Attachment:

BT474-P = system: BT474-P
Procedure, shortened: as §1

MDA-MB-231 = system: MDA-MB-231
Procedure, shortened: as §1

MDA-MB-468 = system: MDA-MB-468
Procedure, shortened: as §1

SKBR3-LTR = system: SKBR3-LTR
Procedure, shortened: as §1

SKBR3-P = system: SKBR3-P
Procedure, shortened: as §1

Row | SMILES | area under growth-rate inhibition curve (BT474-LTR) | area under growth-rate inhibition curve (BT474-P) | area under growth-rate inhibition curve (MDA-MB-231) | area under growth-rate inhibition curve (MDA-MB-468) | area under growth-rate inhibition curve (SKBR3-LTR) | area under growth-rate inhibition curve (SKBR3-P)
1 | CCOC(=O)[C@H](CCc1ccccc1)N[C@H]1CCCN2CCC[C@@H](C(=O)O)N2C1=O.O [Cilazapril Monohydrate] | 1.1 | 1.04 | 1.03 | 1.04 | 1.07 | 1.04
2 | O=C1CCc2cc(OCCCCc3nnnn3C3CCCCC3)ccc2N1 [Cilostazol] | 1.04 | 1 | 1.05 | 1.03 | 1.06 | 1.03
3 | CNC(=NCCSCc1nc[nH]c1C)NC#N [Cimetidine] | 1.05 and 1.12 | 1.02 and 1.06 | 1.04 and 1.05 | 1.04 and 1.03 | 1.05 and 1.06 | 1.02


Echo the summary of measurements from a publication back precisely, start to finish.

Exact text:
BT474-P = system: BT474-P
Procedure, shortened: as §1

MDA-MB-231 = system: MDA-MB-231
Procedure, shortened: as §1

MDA-MB-468 = system: MDA-MB-468
Procedure, shortened: as §1

SKBR3-LTR = system: SKBR3-LTR
Procedure, shortened: as §1

SKBR3-P = system: SKBR3-P
Procedure, shortened: as §1

Row | SMILES | area under growth-rate inhibition curve (BT474-LTR) | area under growth-rate inhibition curve (BT474-P) | area under growth-rate inhibition curve (MDA-MB-231) | area under growth-rate inhibition curve (MDA-MB-468) | area under growth-rate inhibition curve (SKBR3-LTR) | area under growth-rate inhibition curve (SKBR3-P)
1 | CCOC(=O)[C@H](CCc1ccccc1)N[C@H]1CCCN2CCC[C@@H](C(=O)O)N2C1=O.O [Cilazapril Monohydrate] | 1.1 | 1.04 | 1.03 | 1.04 | 1.07 | 1.04
2 | O=C1CCc2cc(OCCCCc3nnnn3C3CCCCC3)ccc2N1 [Cilostazol] | 1.04 | 1 | 1.05 | 1.03 | 1.06 | 1.03
3 | CNC(=NCCSCc1nc[nH]c1C)NC#N [Cimetidine] | 1.05 and 1.12 | 1.02 and 1.06 | 1.04 and 1.05 | 1.04 and 1.03 | 1.05 and 1.06 | 1.02